It is 5:30 a.m. on a dreary Western Massachusetts morning. Late fall has arrived and winter is coming soon. Neighbors are still asleep as Jennifer Bell slips on her running shoes and opens the front door. She steps out, walks to the end of the driveway and begins her ritualistic run.
Her mornings begin this way. Most every day, unless she is on her way to a marathon in another state. In her 54 years, this running hobby is still relatively new to her body but when you start at age 49, or any age for that matter, the refreshing afterglow of the physical activity, the power of movement, is all you need to keep you going.
Jenn has raised a family, she is a great mother, a devoted wife to a husband who also runs and it was in her late-40s with a lot of time on her hands and some excess weight that she began to walk and walk ALOT. Inevitably, the temptation of running to the next telephone pole was to hard to resist and that, in turn, led to the next pole and the next pole and to her first race, a half marathon.
Fast forward 5 years and 70 marathons later............
Forty-one states completed and nine to go to join the 50 State Marathon Club. A group that requires running a marathon in all 50 states. Besides that being the major goal in her running,
her biggest transformation has been a desire for longevity.
As my co-star friend Velma said in the "Human Race" film, "A day will come when I will stop running but today is not the day". That is Jenn. Not today.
A plant-based diet, yoga, cycling, and kayaking have contributed to her injury-free lifestyle.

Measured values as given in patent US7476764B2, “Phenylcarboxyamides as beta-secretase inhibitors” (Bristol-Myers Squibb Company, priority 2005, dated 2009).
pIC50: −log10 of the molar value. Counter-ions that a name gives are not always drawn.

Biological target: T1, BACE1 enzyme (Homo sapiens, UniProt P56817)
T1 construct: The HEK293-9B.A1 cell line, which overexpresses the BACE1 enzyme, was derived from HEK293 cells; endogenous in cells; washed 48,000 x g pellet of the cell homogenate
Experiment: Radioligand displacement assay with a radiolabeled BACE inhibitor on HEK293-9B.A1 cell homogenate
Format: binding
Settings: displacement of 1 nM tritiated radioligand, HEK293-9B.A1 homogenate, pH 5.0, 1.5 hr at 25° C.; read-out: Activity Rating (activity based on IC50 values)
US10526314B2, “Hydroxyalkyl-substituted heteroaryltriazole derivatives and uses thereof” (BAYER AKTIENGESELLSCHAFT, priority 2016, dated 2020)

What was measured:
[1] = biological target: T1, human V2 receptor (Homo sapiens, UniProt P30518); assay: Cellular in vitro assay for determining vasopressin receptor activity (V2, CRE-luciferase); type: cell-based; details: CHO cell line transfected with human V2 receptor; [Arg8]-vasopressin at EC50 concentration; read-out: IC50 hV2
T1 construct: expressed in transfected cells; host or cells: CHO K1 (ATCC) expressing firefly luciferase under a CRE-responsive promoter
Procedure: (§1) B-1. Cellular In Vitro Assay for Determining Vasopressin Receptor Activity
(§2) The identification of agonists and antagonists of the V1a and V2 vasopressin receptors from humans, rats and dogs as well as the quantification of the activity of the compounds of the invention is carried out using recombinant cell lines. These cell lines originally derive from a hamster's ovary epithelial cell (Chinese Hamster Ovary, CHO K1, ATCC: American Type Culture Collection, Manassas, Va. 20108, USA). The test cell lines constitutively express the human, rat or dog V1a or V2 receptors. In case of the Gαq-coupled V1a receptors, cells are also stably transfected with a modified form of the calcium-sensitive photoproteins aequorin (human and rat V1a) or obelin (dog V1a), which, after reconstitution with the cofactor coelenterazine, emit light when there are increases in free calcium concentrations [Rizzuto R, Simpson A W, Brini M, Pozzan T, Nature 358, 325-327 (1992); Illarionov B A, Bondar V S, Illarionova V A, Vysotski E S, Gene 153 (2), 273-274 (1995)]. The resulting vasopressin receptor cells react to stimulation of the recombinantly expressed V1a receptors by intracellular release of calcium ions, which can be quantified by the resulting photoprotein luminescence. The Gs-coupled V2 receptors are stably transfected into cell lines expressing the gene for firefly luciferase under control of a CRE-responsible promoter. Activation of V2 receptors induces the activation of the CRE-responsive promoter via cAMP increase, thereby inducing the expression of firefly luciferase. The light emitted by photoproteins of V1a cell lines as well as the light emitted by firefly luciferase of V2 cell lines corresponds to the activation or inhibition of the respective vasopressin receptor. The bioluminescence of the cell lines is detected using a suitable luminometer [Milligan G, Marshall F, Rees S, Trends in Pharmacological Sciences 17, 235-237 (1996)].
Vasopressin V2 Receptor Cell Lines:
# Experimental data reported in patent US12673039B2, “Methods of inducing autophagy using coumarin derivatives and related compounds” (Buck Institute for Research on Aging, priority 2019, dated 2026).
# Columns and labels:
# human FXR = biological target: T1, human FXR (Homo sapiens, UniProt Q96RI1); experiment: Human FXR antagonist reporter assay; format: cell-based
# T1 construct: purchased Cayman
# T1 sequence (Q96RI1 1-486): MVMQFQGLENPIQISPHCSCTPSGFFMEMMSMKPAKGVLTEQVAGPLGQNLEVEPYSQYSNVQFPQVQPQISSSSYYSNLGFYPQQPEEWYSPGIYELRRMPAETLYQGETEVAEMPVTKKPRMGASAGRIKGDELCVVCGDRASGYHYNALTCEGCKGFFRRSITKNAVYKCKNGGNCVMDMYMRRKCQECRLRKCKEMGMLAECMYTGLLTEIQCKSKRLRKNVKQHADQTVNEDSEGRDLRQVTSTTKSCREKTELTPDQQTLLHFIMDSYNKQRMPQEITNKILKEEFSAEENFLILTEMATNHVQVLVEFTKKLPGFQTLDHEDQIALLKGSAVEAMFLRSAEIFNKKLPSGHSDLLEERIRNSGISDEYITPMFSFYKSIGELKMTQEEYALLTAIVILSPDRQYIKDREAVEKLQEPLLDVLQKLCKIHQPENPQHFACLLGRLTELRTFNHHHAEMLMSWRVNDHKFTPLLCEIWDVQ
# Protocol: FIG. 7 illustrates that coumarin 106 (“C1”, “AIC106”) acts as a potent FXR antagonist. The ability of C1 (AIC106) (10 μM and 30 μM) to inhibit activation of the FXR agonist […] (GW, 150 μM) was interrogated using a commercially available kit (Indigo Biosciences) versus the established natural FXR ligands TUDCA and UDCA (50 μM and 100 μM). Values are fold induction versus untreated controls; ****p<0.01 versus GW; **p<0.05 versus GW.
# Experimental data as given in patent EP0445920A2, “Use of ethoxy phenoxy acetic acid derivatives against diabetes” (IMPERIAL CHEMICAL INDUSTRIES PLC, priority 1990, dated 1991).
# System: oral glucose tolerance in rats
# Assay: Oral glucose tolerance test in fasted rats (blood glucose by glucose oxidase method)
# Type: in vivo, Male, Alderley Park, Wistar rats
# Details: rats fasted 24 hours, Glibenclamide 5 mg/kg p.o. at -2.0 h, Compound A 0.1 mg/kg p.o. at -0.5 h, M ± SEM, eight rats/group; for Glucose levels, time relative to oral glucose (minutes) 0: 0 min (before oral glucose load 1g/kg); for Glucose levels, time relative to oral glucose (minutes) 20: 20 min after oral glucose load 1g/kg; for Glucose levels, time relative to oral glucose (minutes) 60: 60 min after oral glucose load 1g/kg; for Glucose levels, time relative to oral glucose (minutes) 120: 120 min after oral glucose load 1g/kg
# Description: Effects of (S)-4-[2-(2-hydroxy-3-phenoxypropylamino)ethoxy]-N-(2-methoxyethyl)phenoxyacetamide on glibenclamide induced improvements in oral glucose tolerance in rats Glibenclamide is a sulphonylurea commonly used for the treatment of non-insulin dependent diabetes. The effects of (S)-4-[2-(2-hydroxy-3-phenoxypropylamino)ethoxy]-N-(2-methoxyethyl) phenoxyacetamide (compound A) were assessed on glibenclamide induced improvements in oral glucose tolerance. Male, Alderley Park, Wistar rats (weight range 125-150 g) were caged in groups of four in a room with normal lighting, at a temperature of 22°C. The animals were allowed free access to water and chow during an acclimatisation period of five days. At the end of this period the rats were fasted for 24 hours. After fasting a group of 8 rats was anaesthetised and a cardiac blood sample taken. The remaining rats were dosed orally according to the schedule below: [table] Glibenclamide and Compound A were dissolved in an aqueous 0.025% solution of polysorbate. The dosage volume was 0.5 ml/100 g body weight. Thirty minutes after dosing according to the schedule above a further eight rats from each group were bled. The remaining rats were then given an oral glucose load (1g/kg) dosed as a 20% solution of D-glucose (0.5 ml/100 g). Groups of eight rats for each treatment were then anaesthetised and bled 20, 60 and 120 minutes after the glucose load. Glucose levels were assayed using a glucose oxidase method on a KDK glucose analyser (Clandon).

(Notice: not just running, but a variety of activities that helps her maintain focus and self-discovery.) For Jenn, this is what her running has given her. Self-discovery and the gift to pursue her limits. The ability to decide the outcome. It is her choice and it is in that choice she has found moments when she has forgotten she is even running.
There is kindness and giving in her life. As a track and field coach at her local high school she works with young athletes with or without disabilities. She observes and learns from the camaraderie and support they have for each other, but above all, their enthusiasm is contagious. Her guidance, I am sure is a gift to them in return.
I asked Jenn for some advice and this is what she told me:
1) It is easy to buy into, that as we age we are slow. Not true.
2) Have the patience to ride out the rough days and be thankful.
3) Technology can be a blessing and a curse. Don't let it rule you.
4) Your goals are yours and yours alone but remember to have quality time with those close to you and use creative scheduling to stay balanced.
The best advice she has been given?
Work hard at all you do.
Be kind to all you know.
When I think of Jenn I think of the numerous times I have seen her radiant smile of positivity.
I saw it when we first met four years ago at Boston when she finished another marathon. I saw it in St. George, Utah as she came down the finishing straightaway to run her personal best. I saw it at Mile 15 of the Hood to Coast Relay, a 200 mile event, as she ran down the winding asphalt from Mt. Hood. Effortless. Flowing. Strong. She even smiled at 2 a.m. in the cold pre-dawn darkness, when it was her turn to climb out of our warm van and run again.
All to often we only recognize those we are associated with as we know them, runners.
However I believe our lives are not measured by the stopwatch the miles we run or the races we finish.
We are so much more than that.
In the end we are lucky.
Lucky to know a kind heart in this world and lucky to have Jennifer Bell.